Search me, O God, and know my heart;
Try me and know my anxious thoughts;
And see if there is any hurtful way in me,
And lead me in the everlasting way.
-David, Psalm 139:23-24
When I was a kid on trips to the beach, there was always one big goal while playing in the sand just out of reach of the waves. The mission, and we always chose to accept it, was this: create a fabulous ocean view hot tub to soak in. Now granted, the tub would not be hot. It would be quite cold, full of murky, foamy water with lots of little floaties in it. And rather than a tub, the sand walls would constantly cave in and mix with the water. The result was tiny little sand particles jammed in every crevice of the human body, with no real hope of a pearl ever emerging as a result. Honestly, it was pretty gross, but we didn’t care.
The real key to this project was the digging down. We started in the dry sand and we dug as deep as we possibly could until we hit water and couldn’t dig any more. If we didn’t dig deep enough, the hot tub would just keep draining out. The deeper we dug, the more likely we could actually keep water in it and even fill it up. And that was hard work.
The hard work always lies with digging deep.
American author Ann Dillard writes about the necessity of “riding the monsters of our violence and terror” deep into the depths of our souls. When we do, we eventually break through them and find something good. Essentially, we find water and we can start to fill up. I think she’s pointing to the deep internal longing for God’s grace, whether or not she has that language for it.
If we do not go inward and downward, then the darkness within us will always be projected onto those around us. It's fascinating that in Psalm 139, David is proclaiming God’s love and constancy, but he gets distracted by those who cause him stress, and his prayer becomes full of hatred and revenge. He cries out to God to kill the wicked, and states his absolute hatred for them.
But then he pauses, as it seems the Spirit nudges him. And he immediately turns inward, because he senses that his righteous anger is quickly overtaking him... Search my heart, God. See what’s deep within. Where there is ugliness, lead me out toward the way you’ve designed.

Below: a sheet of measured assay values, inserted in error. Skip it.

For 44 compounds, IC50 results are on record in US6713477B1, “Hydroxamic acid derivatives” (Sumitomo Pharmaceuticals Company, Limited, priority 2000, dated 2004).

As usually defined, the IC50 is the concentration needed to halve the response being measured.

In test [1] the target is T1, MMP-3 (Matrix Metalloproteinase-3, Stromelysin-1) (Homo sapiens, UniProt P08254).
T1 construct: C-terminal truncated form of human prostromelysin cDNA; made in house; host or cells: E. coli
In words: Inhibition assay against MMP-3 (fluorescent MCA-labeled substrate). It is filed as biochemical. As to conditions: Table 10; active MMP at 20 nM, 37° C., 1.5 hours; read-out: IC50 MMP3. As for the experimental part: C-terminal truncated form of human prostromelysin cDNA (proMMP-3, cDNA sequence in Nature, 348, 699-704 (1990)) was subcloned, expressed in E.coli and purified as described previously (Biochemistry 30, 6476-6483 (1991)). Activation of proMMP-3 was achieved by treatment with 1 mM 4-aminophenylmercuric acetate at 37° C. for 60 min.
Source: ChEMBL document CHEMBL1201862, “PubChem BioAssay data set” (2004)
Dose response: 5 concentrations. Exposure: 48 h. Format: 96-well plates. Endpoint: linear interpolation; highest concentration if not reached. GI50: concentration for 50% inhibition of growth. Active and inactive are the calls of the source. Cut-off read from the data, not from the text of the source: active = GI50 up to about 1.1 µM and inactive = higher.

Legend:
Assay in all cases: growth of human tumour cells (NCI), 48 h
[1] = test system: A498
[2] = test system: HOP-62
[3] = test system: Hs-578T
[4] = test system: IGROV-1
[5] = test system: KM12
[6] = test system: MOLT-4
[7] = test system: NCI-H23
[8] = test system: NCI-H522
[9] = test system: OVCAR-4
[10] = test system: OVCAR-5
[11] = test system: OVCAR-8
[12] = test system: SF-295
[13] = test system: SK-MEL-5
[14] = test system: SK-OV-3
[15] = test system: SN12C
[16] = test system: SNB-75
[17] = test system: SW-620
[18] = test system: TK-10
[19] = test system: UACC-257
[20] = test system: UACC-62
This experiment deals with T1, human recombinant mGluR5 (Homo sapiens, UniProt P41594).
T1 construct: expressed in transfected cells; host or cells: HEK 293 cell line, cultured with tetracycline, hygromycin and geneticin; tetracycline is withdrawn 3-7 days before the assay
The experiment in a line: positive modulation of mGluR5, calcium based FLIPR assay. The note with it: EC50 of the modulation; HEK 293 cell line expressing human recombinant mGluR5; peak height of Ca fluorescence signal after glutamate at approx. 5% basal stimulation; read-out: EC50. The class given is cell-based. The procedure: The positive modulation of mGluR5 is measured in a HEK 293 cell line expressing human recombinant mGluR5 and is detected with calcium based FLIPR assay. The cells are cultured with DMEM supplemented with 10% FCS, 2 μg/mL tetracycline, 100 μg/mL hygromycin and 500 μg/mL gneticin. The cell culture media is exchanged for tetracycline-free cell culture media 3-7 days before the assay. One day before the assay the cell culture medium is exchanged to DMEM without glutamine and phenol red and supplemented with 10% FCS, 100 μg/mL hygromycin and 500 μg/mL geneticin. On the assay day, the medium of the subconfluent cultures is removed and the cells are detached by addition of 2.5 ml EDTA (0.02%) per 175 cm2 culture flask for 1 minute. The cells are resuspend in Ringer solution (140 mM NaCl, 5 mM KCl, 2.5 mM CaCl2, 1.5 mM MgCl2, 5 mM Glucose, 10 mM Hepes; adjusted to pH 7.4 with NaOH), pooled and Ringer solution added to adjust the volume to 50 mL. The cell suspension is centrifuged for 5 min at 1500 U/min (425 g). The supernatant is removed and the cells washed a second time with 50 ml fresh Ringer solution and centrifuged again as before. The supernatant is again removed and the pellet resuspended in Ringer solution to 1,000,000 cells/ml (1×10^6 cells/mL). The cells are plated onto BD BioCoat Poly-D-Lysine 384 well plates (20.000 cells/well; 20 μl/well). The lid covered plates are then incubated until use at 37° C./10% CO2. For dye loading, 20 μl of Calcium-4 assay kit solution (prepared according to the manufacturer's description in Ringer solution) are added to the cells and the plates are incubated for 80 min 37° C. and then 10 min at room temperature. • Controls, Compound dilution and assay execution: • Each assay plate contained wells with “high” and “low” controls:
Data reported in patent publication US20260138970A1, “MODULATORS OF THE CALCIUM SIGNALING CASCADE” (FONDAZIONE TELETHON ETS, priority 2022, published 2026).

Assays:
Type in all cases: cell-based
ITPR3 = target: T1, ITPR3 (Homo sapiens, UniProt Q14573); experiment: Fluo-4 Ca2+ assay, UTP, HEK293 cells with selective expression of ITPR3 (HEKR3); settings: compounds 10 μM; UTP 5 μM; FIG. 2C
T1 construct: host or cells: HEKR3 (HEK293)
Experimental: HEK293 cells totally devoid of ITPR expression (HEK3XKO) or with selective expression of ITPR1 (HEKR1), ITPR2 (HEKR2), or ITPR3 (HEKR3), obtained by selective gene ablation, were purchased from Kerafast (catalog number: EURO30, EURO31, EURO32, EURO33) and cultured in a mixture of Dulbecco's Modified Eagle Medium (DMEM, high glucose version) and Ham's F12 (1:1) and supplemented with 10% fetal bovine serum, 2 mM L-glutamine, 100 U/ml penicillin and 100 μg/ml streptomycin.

What an amazing prayer.
The inward journey is uncomfortable and scary. Inviting God to dig deeply into our lives means that some walls will start to cave in. We will come face to face with our weakness and insecurities. It’s easier to remain on the surface.
The insightful Christian leader Parker Palmer, in Let Your Life Speak, writes about the challenge of inviting God to dig deep within.
“Why would anybody want to take a journey of that sort, with its multiple difficulties and dangers? Everything in us cries out against it— which is why we externalize everything. It is so much easier to deal with the external world, to spend our lives manipulating material and institutions and other people instead of dealing with our own souls. We like to talk about the outer world as if it were infinitely complex and demanding, but it is a cakewalk compared to our inner lives!”
Preach it, Parker.
There is truly no way to hide from the inward life. It will eventually catch up with us, so it’s better if we get into it and move through it. Jesus says that unless we die we won’t find life. It’s only in facing our shadows of false identity, fear, self-reliance, and competition that we can move through them to the other side of value, love, trust, and humility that Jesus provides. That’s the sort of place I want to sit and soak in.
We’ve moved away from the contemplative life. Let's move back toward it. Sit in silence with Jesus a bit this week. Invite a holy inspection of your shadows, but delight in the reality that you are dearly loved through all of it. Be unafraid to invite a friend or family member to walk with you in the inward journey. And in it all, ask Jesus to lead you in the everlasting way. It’s worth the effort.
Jesus, draw me deeper.